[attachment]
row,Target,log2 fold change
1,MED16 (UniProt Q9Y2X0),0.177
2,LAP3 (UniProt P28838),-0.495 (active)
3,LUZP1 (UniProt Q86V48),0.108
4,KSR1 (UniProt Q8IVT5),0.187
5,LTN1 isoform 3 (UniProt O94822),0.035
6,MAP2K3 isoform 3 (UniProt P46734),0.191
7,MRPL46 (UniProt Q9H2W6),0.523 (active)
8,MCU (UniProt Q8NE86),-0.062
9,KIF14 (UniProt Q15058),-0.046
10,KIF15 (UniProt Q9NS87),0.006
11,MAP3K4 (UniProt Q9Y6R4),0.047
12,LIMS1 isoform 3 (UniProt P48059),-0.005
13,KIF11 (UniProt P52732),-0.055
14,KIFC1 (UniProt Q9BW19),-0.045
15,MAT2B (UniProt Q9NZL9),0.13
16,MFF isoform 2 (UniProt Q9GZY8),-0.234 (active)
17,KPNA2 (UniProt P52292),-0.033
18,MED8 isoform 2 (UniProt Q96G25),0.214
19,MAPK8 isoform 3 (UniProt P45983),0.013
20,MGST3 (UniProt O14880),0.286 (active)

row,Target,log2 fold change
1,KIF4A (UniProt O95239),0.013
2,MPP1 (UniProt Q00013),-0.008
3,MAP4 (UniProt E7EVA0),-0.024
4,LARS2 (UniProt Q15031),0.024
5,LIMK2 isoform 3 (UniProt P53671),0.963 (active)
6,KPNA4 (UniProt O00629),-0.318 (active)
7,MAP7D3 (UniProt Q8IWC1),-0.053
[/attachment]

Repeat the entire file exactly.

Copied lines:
row,Target,log2 fold change
1,MED16 (UniProt Q9Y2X0),0.177
2,LAP3 (UniProt P28838),-0.495 (active)
3,LUZP1 (UniProt Q86V48),0.108
4,KSR1 (UniProt Q8IVT5),0.187
5,LTN1 isoform 3 (UniProt O94822),0.035
6,MAP2K3 isoform 3 (UniProt P46734),0.191
7,MRPL46 (UniProt Q9H2W6),0.523 (active)
8,MCU (UniProt Q8NE86),-0.062
9,KIF14 (UniProt Q15058),-0.046
10,KIF15 (UniProt Q9NS87),0.006
11,MAP3K4 (UniProt Q9Y6R4),0.047
12,LIMS1 isoform 3 (UniProt P48059),-0.005
13,KIF11 (UniProt P52732),-0.055
14,KIFC1 (UniProt Q9BW19),-0.045
15,MAT2B (UniProt Q9NZL9),0.13
16,MFF isoform 2 (UniProt Q9GZY8),-0.234 (active)
17,KPNA2 (UniProt P52292),-0.033
18,MED8 isoform 2 (UniProt Q96G25),0.214
19,MAPK8 isoform 3 (UniProt P45983),0.013
20,MGST3 (UniProt O14880),0.286 (active)

row,Target,log2 fold change
1,KIF4A (UniProt O95239),0.013
2,MPP1 (UniProt Q00013),-0.008
3,MAP4 (UniProt E7EVA0),-0.024
4,LARS2 (UniProt Q15031),0.024
5,LIMK2 isoform 3 (UniProt P53671),0.963 (active)
6,KPNA4 (UniProt O00629),-0.318 (active)
7,MAP7D3 (UniProt Q8IWC1),-0.053